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Verbizing on the lam

February 4, 2020

From the American tv police detective series Nash Bridges, S3 E19 “Lady Killer” (from 4/10/98): detectives Bridges (played by Don Johnson) and Joe Dominguez (played by Cheech Marin) have learned that Insp. Rick Bettina, under arrest in this episode, has escaped from custody:

Bridges, on the phone: He fugitized!

Dominguez: He fugitized?!

Yes, the verb fugitize ‘flee as a fugitive, go fugitive’. And no, it’s not in the OED, not that you should have expected it would be; fresh verbizings — with meanings that are clear in context, as here — are coined almost daily. In fact, this one has been independently innovated several times in the past.

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Guy gear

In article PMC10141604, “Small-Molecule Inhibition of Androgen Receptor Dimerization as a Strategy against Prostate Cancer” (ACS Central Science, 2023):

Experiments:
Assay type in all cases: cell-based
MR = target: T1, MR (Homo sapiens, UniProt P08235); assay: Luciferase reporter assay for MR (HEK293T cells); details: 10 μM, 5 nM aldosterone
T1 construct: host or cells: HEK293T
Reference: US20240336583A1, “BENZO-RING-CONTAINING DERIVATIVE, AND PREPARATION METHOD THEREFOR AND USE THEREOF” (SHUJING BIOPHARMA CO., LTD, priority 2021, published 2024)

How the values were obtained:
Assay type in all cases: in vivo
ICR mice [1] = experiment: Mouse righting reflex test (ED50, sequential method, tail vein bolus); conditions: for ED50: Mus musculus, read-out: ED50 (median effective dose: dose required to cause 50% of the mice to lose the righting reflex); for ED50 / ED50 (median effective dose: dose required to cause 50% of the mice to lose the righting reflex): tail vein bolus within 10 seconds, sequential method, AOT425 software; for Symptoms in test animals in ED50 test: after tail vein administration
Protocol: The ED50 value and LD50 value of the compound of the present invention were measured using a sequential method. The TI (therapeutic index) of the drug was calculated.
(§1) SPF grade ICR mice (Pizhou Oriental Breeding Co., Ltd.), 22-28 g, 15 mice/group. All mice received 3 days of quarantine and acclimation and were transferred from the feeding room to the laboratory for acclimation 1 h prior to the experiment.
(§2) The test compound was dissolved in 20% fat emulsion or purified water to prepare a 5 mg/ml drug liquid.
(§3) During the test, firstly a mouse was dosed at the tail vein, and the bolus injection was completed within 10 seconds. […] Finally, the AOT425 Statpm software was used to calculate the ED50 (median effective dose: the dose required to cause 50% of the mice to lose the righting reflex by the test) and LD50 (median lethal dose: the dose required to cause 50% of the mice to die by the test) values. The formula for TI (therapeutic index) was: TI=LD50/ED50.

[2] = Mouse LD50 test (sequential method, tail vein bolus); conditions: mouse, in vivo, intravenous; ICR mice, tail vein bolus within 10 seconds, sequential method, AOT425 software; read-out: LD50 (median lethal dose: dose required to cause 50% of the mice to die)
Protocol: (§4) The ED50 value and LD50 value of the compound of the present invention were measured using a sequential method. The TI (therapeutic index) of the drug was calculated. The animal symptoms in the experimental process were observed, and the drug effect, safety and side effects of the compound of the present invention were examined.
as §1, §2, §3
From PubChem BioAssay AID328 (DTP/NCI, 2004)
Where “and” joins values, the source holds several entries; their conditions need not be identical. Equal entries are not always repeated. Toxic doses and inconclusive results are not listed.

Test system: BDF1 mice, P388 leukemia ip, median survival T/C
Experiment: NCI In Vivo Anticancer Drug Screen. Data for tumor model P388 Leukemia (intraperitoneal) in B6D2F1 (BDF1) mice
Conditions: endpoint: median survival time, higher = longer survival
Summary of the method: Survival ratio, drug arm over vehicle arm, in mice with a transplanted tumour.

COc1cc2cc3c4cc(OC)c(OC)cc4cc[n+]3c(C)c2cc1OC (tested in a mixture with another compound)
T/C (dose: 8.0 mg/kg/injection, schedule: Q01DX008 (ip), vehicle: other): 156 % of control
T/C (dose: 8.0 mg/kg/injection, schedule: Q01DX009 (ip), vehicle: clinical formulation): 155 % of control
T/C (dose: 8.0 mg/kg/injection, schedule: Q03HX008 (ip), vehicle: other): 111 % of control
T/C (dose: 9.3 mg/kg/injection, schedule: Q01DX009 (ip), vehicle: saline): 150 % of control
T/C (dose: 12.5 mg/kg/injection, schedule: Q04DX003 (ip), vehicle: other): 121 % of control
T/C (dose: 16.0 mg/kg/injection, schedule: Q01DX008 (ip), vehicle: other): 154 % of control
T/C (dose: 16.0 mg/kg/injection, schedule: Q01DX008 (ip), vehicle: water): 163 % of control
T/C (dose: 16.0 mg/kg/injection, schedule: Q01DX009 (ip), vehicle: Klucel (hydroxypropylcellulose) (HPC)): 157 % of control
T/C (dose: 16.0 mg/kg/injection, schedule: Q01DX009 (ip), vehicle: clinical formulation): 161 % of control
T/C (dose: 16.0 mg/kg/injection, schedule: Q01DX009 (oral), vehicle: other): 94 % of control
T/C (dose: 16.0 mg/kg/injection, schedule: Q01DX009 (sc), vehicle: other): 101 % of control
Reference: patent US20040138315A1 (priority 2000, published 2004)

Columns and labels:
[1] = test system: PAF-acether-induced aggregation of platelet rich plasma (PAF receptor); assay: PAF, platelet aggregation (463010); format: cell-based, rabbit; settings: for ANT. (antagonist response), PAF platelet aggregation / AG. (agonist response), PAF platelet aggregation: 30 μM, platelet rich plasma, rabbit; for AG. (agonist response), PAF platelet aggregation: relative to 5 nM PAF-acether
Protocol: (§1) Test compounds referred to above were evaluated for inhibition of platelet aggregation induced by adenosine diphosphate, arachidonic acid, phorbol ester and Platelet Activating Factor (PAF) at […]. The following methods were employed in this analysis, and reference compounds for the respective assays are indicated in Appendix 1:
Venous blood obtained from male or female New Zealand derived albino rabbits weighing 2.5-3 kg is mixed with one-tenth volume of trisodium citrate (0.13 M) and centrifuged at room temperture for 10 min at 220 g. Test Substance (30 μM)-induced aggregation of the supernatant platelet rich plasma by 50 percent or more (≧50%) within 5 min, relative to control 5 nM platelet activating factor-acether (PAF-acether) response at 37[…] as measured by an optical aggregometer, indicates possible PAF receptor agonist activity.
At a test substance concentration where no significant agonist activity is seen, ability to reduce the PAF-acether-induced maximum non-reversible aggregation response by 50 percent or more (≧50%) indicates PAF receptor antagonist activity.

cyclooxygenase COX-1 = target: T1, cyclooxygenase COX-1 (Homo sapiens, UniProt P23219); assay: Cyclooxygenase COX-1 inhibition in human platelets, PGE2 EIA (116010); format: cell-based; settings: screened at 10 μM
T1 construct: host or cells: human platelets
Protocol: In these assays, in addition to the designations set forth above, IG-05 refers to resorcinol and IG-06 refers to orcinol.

February 1, 2020

(Sex toys and all they bring with them, so not for kids or the sexually modest.)

Today, a leek (for St. David’s Day, March 1st), but yesterday (the intercalary day February 29th) a leap.

The mail arrives and wow! (you exclaim) there’s a Leap Day flash sale at the Guy Gear Store, just for today! You have visions of well-designed equipment for hunting, fishing, and camping; cool bikes; hot athletic shoes;  t-shirts for teams, bands, and plain ol’ aggression; tools Craftsman never dreamed of; electronics to rule the world of the future; and all that good guy stuff.

And then you examine the ad in detail:


(#1) Quick! Identify the three sale items in the ad; the model’s shapely buttocks are not actually on offer

Probaby not your father’s idea of guy gear.

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An infestation

January 19, 2020

A quirky Joe Dator cartoon from the January 20th issue of the New Yorker:


(#1) “We’re not a seafood restaurant–this building has a pretty severe lobster infestation.”